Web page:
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A second LAPD Officer steps forward with his own Manifesto, in the wake of Christopher Dorner

The following is a post from a Joe Jones LAPD (Ret.)

“My Former LAPD Officer Joe Jones MANIFESTO… I know most of you who personally who me are in disbelief of the partial story I will tell today. A story that has been suppressed for about 18 years, But lives strong everyday of my life. I without hesitation would like to send my condolences to the Victims who were lost and their families during this tragic situation. I would also like to send my condolences and well wishes to the many former and current Officers, as well as …Citizen’s and their families who lost the lives and souls of loved one’s to the injustices of Police Corruption, Scandal, Lies, Deception and Brutality.

Unlike Former Officer Dorner, I fear dying; But I also fear living in a society where Innocent people are dying for no reason. A society where pain so great can be afflicted to people who have to desire to live right and treat people right and then be punished for doing right. They say we all look alike. In very few cases this of course is true. But in most cases it is not. I feel a resemblance to Dorner, (See Photos) However several people who have no resemblance to Dorner have been shot due to the fear of what is taking place. I DO NOT WANT TO BE SHOT FOR CRIMES I DID NOT COMMIT!. Neither does anyone else. To preface my story I will say this: Just like former Officer Christopher Dorner I used to smile a lot. I loved everyone. I was voted Friendliest Senior of my Sr. Class in High School. I always believed in the system and never got into any trouble. I loved hard and gave to all I could.

After Joining the LAPD in 1989 I quickly found out that the world and society had major flaws. I had flaws as well for ever believing that our system of government was obligated to do the right thing. his is what I believed as a young Officer. Without going into major detail, I need you to first assume that I would not surface 16 years later with lies about a situation that has me with PTSD to this very day. The pain forces me to speak as I have yet to shake the Ill’s of my experience as an LAPD Officer. Of course I have moved on physically. But mentally and emotionally I still live with flaws. I can’t go into re-living the emotions of what I went through so I will say this. I had my home viciously attacked by a gunman with my family and myself inside the house. No arrests were made and my family and I Received very little support. I had my Civil Rights violated on several occasions. I was falsely arrested at gunpoint by the Sheriffs as an Officer who ID’d himself and was conspired against by both LAPD and the Sheriffs when my Civil case went to Trial.

I was falsely accused on more than one occasion and simply placed in a position that the trust was so compromised that I could no longer wear the Uniform. Also know there were many more episodes. All of these issues are well documented and I present them not to be a Whistle blower, However to hope that one would not assume that all of what is being said is Lies as presented by Dorner. I don’t know him, But I know me. I will say from my experience, If a person knows they were wrong it is easier to move on without anger. Seems that Dorner obviously could not move on… Could I just be content and move on with my life and not say anything? Yes…Then I would feel that I for once had my chance to speak on something that hurts me to this day and I did nothing to arouse thought or provoke reform.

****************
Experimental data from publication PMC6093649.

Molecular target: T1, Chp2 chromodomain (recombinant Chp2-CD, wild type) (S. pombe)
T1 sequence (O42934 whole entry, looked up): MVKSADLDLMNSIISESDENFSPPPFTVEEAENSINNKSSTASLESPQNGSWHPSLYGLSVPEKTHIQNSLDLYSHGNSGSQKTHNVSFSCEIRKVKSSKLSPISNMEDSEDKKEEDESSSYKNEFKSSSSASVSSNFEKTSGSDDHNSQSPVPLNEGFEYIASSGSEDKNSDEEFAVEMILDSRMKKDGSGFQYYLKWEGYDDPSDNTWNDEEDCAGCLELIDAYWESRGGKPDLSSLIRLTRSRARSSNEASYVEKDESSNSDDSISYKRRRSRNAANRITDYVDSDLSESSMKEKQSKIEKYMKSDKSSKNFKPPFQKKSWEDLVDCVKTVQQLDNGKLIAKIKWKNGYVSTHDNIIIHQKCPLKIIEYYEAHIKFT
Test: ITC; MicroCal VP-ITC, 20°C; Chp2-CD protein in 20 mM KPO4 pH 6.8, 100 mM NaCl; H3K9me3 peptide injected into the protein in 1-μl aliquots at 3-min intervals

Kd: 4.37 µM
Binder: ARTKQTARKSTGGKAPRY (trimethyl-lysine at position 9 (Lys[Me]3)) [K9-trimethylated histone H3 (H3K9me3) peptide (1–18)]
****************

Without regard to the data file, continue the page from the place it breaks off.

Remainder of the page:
This is what I hope comes from this whole situation: 1. Families that lost someone to this tragedy find the peace that only God can give at this terrible time. 2. Citizens of Los Angeles be mindful of this fearful time to be an Officer and comply vigorously so that you are not the victim of an Officer on high alert. 3. Government and Politicians please be diligent in the responsibility of creating Laws that protect those who could be the victim of a conspiracy. Never allow the door to be shut on the Truth. 4. Honest and Fair LAPD & All Agencies: Keep doing what you are doing to protect citizens and be safe while you are doing so. We need you and I would hope that you do not allow the Bureaucratic drama and Stress to kill your morale as I know it can. 5. Unethical LAPD & all Agencies: Whatever is was that lead you down this path, Pray to somebody’s God to forgive you and begin to remove unethical methods to your policing style.

Always think what if it were you, How would you feel?..How would you like if you were falsely accused and your life, lively-hood and career was taken from you? How would you like if someone was beating on you just because they felt they could get away with it? You are no better the criminals you took and oath to arrest when you do what you do! 6. Chistopher Dorner. The 1st thing I would say to him is, I feel your pains!…But you are going about this the wrong way. To take innocent lives could never be the answer to anything. I say this as a Man who experienced the same pain, betrayal, anger, suffering, litigation and agony that you did in many ways, Only I didn’t get Fired. I just choose to go a different route. My heart still suffered that same shock, I was still left to try and put the pieces back together. The disbelief that people could conspire and cause you to loose something you loved so dearly was still there. I lost my Career, I lost my Family, I lost my Dignity, I lost my Trust…But I am here now to hopefully one day see change…Bro, Don’t kill anymore Innocent people. Your point has been made. Clearly. They know you mean business, The whole world knows. Refrain from any further wrong doing and do what you must to salvage your Soul. Whatever that means to you. Just remember that God is a forgiving God. In conclusion I say to people who knew none of this about me that one day I will have to reflect on when was the time to speak. When I see the potential for innocent lives to be lost…The time is Now!…JJ”